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I Know What You Did Last Summer

Sony Pictures // R // July 22, 2008
List Price: $28.95 [Buy now and save at Amazon]

Review by Ryan Keefer | posted July 21, 2008 | E-mail the Author
The Movie:

This is going to sound like I'm an old man, but the two big differences between teen-filled horror films in the mid-'90s and teen-filled horror films now is that the cast in the older films has grown into their own individual roles with varying degrees of depth and complexity. In the case of I Know What You Did Last Summer, Jennifer Love Hewitt has gone from one established television show (Party of Five) to another (Ghost Whisperer), Sarah Michelle Gellar was on the cusp of cult television stardom with the title role in Buffy the Vampire Slayer, Ryan Phillippe has landed supporting roles in the critically acclaimed films Crash and Flags of Our Fathers, and Freddie Prinze Jr., found the person that would later be his wife (Gellar) on set. Nowadays, current horror cast members appear to have gotten their start either in other films and appear in brief roles, or the stars of those films become casualties in the increasing "never was" pool of acting talent.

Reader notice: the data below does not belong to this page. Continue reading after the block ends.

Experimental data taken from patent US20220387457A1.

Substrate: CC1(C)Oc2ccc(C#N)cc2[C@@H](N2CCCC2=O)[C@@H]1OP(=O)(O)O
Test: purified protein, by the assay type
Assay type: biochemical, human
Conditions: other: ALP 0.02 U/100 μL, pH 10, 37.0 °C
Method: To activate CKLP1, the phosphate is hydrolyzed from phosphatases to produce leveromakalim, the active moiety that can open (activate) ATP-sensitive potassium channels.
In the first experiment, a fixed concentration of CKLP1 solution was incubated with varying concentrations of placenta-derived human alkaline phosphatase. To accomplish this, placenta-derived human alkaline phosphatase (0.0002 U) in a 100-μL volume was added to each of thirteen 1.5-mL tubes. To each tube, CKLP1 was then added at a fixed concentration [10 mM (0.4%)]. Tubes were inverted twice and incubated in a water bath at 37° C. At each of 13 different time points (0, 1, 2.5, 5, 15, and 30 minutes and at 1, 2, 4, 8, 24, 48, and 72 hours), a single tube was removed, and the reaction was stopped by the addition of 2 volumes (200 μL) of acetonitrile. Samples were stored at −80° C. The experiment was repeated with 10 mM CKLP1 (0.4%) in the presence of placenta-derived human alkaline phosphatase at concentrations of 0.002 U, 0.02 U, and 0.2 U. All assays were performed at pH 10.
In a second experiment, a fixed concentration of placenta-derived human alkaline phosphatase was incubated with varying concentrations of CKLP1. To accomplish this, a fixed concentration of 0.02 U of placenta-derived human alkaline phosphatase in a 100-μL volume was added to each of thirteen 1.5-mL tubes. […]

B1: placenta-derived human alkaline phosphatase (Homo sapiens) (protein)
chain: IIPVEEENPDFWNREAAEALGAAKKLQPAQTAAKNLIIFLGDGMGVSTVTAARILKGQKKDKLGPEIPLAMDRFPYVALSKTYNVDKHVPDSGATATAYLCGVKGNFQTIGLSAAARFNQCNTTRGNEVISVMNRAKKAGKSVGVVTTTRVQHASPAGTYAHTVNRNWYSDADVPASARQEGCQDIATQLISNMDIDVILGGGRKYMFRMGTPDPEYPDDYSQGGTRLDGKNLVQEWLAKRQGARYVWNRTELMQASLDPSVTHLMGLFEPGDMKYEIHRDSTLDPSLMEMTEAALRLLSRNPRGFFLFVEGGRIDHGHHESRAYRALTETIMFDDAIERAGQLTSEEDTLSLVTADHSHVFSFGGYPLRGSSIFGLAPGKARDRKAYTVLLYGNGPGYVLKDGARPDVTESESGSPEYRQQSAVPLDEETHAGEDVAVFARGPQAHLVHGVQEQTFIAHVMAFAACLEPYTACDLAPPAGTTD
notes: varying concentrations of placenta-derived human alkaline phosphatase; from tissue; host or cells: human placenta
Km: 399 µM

Then you have the creative side of things. Kevin Williamson, who adapted Lois Duncan's novel for the screen, was about to unleash the phenomenon of Dawson's Creek on the world. The creative teams of most current horror films apparently do a couple of things; because everything is cyclical; remakes are the norm, with the latest being remakes/possible editions to the Nightmare on Elm Street and Friday the 13th franchises. Or they'll make sequels to "torture porn" films like Saw. The latter is not entirely their fault; Eli Roth did shift the landscape with the Hostel films, but come on, isn't Hollywood supposed to be a creative town? I say this as, ironically enough, I Know was adapted from a novel, but that doesn't mean it's not a halfway decent horror film.